By Justin Dade
He could have been under the bright lights with thousands of fans, but Ryan Luedtke traded that all in to make a difference in the lives of college students.
“I want other young people to know what I know now,” Luedtke said on his choice to change his ways and pursue a new profession.
Luedtke, 37, has been working as the coordinator of campus ministry at the Newman Roman Catholic Parish for four years in an attempt to give students at the University of Wisconsin-Eau Claire a place for support and guidance.
Luedtke grew up in Neillsville in a family full of athletes that led him to being involved in four different sports throughout high school. His dream at the time was to become a college basketball coach. He grew up in a home where faith was a big part of his life. He saw it first hand with a mother that was a religious education teacher, so he began to question his future plans.
Luedtke graduated from UW-Eau Claire in 2009 with a kinesiology degree, but knew he wanted something more.
“It (faith) started to answer the life questions I was having and I wanted to change the way they gave faith to young people,” Luedtke said about how he began to learn about his newfound career path.
Luedtke spends his time at the Ecumenical Religious Center on campus coordinating events and Bible studies for students to help them along with their faith journeys. He also helps lead the Newman Student Association, which is a part of the Newman Parish that students run to help reach out to people on campus.
“My motivation for what I do is that I truly believe that it is our faith that is the hope for the world to bring God’s love to humanity, and that vision motivates me,” Luedtke said.
Erin Weinberger, a student leader and member of the Newman Student Association, sees all that Luedtke does for the community, and appreciates all that he does to create personal relationships with others.
“Every time I sit in there he will come by and ask me about my day, which I think is really thoughtful,” Weinberger said. “He just continues to reinforce how important staying connected with your faith is throughout college and the rest of your life.”
One of the biggest events Luedtke helps with is the annual Parish retreat to Guatemala that gives students a chance to help others in a different part of the world. This trip exposes students to the global Catholic Church and allows them to see how other people live in other parts of the world.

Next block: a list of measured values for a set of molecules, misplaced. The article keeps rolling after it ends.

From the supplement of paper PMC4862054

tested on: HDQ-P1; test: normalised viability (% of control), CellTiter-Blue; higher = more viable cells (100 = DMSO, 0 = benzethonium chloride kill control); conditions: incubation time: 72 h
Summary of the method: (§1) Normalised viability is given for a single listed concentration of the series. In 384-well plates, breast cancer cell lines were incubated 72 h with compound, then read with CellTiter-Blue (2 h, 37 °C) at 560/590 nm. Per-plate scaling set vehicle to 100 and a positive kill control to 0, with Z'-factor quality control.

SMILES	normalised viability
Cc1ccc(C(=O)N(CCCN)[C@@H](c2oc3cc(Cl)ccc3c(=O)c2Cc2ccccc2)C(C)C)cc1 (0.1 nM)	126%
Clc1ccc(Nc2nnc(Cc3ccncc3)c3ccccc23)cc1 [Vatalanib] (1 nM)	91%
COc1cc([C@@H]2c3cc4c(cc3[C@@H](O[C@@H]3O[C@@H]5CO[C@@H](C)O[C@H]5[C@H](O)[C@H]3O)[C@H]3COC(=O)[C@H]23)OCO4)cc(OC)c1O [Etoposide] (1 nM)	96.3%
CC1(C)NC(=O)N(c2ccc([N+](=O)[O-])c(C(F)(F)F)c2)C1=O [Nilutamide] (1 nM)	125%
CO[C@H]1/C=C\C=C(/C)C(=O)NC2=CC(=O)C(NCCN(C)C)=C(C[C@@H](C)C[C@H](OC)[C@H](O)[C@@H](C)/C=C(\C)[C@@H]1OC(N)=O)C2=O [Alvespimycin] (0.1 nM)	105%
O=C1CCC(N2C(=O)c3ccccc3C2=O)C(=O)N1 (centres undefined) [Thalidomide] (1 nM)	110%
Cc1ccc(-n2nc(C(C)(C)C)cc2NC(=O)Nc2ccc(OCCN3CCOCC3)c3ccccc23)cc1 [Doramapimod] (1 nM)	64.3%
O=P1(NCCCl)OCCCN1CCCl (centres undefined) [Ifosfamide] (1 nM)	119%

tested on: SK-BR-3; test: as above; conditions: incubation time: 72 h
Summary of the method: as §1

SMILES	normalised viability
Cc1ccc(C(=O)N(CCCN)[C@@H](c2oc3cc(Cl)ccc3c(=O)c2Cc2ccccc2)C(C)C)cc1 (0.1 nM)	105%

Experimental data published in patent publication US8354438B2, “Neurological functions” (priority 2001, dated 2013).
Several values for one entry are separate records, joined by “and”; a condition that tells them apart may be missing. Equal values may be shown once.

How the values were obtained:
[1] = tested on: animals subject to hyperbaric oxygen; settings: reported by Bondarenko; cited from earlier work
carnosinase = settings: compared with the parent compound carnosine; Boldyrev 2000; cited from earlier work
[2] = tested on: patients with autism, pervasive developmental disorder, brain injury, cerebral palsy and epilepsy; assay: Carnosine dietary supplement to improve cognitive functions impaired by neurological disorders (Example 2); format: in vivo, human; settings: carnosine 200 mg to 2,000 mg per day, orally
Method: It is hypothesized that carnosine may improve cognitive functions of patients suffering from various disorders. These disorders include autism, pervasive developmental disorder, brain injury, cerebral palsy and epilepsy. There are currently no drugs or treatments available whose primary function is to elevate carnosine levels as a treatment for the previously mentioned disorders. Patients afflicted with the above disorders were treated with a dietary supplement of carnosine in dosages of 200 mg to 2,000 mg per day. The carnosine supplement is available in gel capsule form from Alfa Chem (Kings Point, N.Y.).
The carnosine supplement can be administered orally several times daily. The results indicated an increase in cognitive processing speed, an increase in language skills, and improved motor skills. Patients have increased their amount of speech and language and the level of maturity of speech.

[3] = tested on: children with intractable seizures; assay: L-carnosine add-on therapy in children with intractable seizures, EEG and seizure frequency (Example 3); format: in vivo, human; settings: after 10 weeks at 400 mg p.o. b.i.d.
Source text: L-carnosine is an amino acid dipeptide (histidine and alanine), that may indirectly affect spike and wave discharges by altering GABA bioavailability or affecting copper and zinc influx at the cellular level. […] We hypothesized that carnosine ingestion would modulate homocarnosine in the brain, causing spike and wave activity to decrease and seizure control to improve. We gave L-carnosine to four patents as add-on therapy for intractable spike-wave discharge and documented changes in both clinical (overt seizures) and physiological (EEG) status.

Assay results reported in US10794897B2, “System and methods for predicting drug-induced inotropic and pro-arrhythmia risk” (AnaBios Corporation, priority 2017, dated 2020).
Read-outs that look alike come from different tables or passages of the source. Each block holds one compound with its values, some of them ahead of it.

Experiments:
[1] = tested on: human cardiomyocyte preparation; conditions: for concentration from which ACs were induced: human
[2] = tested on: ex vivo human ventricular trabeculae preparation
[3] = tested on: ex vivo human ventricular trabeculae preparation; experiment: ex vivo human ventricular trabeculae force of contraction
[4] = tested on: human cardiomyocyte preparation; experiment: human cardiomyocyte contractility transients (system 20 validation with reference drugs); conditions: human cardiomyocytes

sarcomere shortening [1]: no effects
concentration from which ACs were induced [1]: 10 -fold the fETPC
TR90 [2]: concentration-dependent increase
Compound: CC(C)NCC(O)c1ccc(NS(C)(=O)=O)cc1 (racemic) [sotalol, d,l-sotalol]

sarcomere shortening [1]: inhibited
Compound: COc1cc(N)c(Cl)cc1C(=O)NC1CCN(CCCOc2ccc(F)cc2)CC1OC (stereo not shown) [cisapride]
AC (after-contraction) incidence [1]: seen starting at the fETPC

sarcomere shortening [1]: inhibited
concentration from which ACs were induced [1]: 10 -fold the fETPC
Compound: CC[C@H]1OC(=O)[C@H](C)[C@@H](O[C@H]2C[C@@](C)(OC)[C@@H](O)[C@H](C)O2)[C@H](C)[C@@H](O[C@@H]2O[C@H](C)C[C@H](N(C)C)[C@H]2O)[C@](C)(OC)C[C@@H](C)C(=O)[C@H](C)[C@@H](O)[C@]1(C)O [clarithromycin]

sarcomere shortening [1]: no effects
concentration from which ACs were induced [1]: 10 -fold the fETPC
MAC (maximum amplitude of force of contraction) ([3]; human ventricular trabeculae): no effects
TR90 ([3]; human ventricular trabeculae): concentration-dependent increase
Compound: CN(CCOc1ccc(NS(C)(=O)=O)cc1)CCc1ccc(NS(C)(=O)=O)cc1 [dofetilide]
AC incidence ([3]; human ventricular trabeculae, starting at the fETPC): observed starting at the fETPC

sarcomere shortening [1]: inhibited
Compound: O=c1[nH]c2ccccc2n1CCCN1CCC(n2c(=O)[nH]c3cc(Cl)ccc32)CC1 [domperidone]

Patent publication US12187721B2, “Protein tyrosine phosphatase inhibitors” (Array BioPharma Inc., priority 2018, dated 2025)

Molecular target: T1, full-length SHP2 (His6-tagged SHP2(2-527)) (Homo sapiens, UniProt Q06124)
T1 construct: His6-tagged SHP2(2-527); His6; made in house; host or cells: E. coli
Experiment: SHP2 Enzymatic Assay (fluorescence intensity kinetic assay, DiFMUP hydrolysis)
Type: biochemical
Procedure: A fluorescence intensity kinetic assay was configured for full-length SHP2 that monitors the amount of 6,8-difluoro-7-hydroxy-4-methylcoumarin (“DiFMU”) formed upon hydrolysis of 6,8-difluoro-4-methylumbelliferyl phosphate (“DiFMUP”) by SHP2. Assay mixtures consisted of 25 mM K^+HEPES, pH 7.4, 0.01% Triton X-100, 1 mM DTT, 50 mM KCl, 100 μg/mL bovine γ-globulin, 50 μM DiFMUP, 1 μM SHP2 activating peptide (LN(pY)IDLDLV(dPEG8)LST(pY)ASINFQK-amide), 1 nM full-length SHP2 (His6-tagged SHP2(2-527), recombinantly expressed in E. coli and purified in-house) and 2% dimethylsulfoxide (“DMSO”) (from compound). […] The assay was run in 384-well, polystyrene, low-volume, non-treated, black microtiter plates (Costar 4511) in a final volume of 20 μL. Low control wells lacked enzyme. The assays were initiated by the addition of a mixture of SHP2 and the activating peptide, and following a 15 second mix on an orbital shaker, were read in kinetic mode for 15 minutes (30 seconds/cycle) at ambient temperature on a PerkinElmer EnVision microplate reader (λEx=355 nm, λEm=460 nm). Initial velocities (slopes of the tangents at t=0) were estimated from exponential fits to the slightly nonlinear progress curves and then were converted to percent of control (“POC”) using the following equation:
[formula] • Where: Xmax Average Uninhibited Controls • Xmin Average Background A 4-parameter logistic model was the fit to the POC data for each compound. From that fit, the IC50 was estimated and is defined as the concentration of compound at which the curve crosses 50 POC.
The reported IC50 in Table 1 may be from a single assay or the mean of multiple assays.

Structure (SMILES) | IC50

Luedtke also touched on how the Parish like to buy coffee from their coffee farmers when they go to help support the Guatemalan families instead of buying from large companies back in the United States. Luedtke discussed how a trip like this could inspire students to change their priorities in life.
“It gives us an opportunity to take students to a place on earth where people are hurting to see firsthand how the Catholic Church is changing the world,” Luedtke said. “You realize how we live here affects how others live in other parts of the world.”
After being a part of Newman and traveling to places like Guatemala, Luedtke has seen a lot of change in himself over the years while helping others. He has seen Christians transformed in his time here through personal conversations, which has been rewarding.
“The favorite part of my job is seeing and hearing the difference their faith life is giving them,” he said. “It’s neat to see young people pulled in positive directions. Hearing the stories of students is huge, and it inspires me.”
Luedtke also spoke a bit on how he helps students find their calling in life. He calls for students to seek out not just a profession, but also an opportunity to serve and change the world for the better. He knows how crucial it is to offer his advice and experiences of his own life to students because he, like many young people, struggled with knowing what he wanted to do for the rest of his life.
One phrase Luedtke said still resonates on his ultimate decision to become a youth minister.
“The world doesn’t need better basketball players.”